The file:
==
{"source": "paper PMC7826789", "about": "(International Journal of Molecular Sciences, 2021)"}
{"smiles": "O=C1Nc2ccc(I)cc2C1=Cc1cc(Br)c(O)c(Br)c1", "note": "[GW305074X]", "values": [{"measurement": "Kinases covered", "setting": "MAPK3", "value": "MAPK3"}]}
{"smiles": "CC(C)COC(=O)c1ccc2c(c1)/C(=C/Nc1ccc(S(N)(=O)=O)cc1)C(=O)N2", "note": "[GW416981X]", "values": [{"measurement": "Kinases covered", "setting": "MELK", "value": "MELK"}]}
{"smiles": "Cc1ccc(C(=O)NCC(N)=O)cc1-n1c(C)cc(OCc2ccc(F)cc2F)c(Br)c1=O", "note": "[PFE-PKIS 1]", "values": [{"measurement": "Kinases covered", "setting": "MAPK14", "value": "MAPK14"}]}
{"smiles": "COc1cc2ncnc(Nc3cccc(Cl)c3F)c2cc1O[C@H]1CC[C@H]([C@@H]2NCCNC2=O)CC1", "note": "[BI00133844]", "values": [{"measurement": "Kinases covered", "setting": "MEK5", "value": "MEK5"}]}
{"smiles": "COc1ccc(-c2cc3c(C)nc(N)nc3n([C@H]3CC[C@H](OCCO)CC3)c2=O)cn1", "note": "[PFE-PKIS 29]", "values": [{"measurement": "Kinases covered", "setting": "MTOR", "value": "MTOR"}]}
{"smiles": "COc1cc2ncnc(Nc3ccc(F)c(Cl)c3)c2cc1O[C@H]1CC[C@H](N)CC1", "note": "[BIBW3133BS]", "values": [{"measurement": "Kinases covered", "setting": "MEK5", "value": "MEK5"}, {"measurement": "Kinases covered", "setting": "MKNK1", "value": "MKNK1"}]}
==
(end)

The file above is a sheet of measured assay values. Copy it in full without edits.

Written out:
{"source": "paper PMC7826789", "about": "(International Journal of Molecular Sciences, 2021)"}
{"smiles": "O=C1Nc2ccc(I)cc2C1=Cc1cc(Br)c(O)c(Br)c1", "note": "[GW305074X]", "values": [{"measurement": "Kinases covered", "setting": "MAPK3", "value": "MAPK3"}]}
{"smiles": "CC(C)COC(=O)c1ccc2c(c1)/C(=C/Nc1ccc(S(N)(=O)=O)cc1)C(=O)N2", "note": "[GW416981X]", "values": [{"measurement": "Kinases covered", "setting": "MELK", "value": "MELK"}]}
{"smiles": "Cc1ccc(C(=O)NCC(N)=O)cc1-n1c(C)cc(OCc2ccc(F)cc2F)c(Br)c1=O", "note": "[PFE-PKIS 1]", "values": [{"measurement": "Kinases covered", "setting": "MAPK14", "value": "MAPK14"}]}
{"smiles": "COc1cc2ncnc(Nc3cccc(Cl)c3F)c2cc1O[C@H]1CC[C@H]([C@@H]2NCCNC2=O)CC1", "note": "[BI00133844]", "values": [{"measurement": "Kinases covered", "setting": "MEK5", "value": "MEK5"}]}
{"smiles": "COc1ccc(-c2cc3c(C)nc(N)nc3n([C@H]3CC[C@H](OCCO)CC3)c2=O)cn1", "note": "[PFE-PKIS 29]", "values": [{"measurement": "Kinases covered", "setting": "MTOR", "value": "MTOR"}]}
{"smiles": "COc1cc2ncnc(Nc3ccc(F)c(Cl)c3)c2cc1O[C@H]1CC[C@H](N)CC1", "note": "[BIBW3133BS]", "values": [{"measurement": "Kinases covered", "setting": "MEK5", "value": "MEK5"}, {"measurement": "Kinases covered", "setting": "MKNK1", "value": "MKNK1"}]}